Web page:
• Kyodo


A comprehensive, bilingual database of Japanese nationals who died in Australia during World War II and were buried in a war cemetery in the country’s east has been completed, researchers announced Thursday.

The Cowra Japanese War Cemetery Database project will be open to the public from early May, and includes the names, causes of death and in many cases, intimate details, of almost all of the approximately 524 people buried at the cemetery in the small town of Cowra in the state of New South Wales.

Located roughly 300 kilometers west of Sydney, Cowra is considered the spiritual home of Japanese in Australia, due to its wartime past and modern-day efforts to promote peaceful relations between the two countries.

Project leader Keiko Tamura of Australian National University described the database as a “labor of love” as it involved Tamura and her team going through thousands of digitized internment documents and records held by the Australian National Archive.

“Going through individual records was as if we were accompanying each of their journeys through time and space to the last resting place in Cowra,” the research associate said at a news briefing held at the Japanese Embassy in Canberra.

“We never met those people and we don’t know how they look, but their lives started to take more concrete shape in front of us. It was as if we were opening a book and going through pages of this book,” she said.

Tamura said one of the original goals of the database was to highlight the war cemetery as the final resting place of 292 civilian Japanese who were living in Australia and the Pacific prior to the outbreak of war, and not just prisoners of war.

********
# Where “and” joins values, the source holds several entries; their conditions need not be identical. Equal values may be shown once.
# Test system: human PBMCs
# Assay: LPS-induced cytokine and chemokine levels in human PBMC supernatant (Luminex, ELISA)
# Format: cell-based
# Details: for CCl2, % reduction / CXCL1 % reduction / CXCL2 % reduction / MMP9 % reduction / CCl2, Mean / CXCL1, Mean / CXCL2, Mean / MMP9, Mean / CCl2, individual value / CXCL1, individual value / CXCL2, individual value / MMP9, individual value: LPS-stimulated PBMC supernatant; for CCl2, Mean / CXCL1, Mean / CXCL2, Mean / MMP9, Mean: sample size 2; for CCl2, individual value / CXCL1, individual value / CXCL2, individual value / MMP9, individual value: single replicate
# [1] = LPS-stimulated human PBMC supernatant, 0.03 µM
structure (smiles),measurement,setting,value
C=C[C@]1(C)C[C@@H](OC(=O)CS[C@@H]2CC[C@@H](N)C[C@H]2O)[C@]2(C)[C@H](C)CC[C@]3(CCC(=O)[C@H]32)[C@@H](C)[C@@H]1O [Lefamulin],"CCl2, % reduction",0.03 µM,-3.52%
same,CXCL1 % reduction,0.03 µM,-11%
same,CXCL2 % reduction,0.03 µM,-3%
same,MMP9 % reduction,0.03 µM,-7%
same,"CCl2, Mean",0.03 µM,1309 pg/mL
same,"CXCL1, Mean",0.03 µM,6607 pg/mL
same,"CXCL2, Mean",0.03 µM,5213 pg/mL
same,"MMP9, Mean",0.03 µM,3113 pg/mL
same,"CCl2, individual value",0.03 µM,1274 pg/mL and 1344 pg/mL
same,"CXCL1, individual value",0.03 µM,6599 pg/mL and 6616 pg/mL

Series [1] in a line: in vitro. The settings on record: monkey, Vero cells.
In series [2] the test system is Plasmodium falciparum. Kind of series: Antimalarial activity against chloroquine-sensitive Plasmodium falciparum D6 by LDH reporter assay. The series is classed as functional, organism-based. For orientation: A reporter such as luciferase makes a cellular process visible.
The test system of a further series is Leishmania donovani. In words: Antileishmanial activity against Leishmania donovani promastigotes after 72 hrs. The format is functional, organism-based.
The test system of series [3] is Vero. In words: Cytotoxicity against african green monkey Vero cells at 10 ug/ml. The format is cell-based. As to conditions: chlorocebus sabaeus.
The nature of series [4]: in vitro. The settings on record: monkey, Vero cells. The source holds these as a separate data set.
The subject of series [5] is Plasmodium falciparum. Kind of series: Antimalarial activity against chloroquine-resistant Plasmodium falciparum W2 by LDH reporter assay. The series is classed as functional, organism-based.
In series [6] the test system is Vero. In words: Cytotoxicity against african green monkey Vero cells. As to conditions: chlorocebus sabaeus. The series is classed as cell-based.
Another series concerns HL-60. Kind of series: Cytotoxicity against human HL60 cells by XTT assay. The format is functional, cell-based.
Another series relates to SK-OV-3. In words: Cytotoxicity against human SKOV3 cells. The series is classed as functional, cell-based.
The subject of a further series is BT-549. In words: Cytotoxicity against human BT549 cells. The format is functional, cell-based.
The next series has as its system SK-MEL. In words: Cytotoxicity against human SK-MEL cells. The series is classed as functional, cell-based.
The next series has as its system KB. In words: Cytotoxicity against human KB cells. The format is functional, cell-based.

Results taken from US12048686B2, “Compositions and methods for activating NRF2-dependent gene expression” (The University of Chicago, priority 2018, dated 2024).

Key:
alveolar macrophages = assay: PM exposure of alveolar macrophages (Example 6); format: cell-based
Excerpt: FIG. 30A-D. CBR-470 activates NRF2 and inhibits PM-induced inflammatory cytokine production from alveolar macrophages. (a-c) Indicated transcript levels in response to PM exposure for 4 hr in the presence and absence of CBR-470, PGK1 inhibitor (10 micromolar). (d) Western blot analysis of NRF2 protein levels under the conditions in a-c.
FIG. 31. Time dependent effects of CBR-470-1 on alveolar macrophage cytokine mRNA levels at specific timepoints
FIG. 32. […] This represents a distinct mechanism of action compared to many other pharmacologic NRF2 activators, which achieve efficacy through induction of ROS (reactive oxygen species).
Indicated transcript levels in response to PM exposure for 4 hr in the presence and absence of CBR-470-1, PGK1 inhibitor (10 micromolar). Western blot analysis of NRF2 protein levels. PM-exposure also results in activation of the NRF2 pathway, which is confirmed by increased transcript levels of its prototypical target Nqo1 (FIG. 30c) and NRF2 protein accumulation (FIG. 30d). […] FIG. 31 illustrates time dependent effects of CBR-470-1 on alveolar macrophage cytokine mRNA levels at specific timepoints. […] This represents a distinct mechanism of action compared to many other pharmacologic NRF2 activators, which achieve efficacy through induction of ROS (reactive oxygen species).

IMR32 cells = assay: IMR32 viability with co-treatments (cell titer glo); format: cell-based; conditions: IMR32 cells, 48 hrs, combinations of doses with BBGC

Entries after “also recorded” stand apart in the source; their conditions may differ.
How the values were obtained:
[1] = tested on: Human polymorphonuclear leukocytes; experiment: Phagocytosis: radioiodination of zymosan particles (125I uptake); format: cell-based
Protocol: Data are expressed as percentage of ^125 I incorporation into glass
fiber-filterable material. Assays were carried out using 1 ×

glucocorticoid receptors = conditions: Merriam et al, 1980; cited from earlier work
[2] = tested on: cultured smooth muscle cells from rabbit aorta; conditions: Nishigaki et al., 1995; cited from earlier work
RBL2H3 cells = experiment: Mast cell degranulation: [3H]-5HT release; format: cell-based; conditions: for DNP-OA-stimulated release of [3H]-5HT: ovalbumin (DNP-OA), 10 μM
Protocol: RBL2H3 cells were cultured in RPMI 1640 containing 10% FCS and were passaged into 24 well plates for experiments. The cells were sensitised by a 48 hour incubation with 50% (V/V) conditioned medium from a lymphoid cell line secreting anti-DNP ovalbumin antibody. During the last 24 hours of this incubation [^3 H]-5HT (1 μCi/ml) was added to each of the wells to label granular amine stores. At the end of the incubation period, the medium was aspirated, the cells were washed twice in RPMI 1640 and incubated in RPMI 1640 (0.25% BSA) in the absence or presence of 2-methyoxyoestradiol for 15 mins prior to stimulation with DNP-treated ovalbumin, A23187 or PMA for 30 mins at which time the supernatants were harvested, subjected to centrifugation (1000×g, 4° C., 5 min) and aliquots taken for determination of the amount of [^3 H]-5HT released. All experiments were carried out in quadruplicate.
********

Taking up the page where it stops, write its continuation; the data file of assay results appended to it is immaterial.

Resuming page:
“The Cowra cemetery has been strongly associated with the breakout,” she said, referring to a 1944 incident in which 1,104 captured Japanese soldiers attempted to escape from a prisoner of war camp in Cowra. About 230 soldiers who died in the breakout are also buried in the cemetery.

“When (contemporary) visitors see graves which belong to elderly or young children they are puzzled and wonder how they could be involved in the breakout,” Tamura said.

Japanese civilians living in Australia and the Pacific region during World War II were held as “enemy aliens” in internment camps across the country for the duration of the war and sent back to Japan in 1946.

Tamura said the civilians buried at the cemetery generally died from illness and there was “no so-called ill-treatment” in the camps.

Over half of the graves at the Cowra Japanese War Cemetery belong to Japanese soldiers, and include POWs and airmen who died or were captured across Australia and the Pacific.

Bodies of soldiers who died outside of Cowra were reinterred in 1964 when the war cemetery was officially opened.

The researcher said many families of Japanese soldiers who died as POWs do not know where their loved ones were buried and hopes the database will provide people with the opportunity to find their relatives.

“Until now, nobody knew anything about their lives and their final years. Now we can glimpse their journeys through this database,” she said.

Bill West, mayor of Cowra Shire Council, also said he hoped the database would help families in Japan locate their loved ones and show the remains of Japanese soldiers are being well cared for in Australia.

“To see the final resting place is being looked after, is being cared for with the respect and dignity that they deserve, is very important (to the families),” he said.

West, who was involved in the 2015 return of the remains of Imperial Japanese Army soldier Michiaki Wakaomi to Japan, described the moment when the soldier’s family found his grave in Cowra as “overwhelming.”

The Cowra Japanese War Cemetery Database will be open to the public beginning May 10 at www.cowrajapanesecemetery.org

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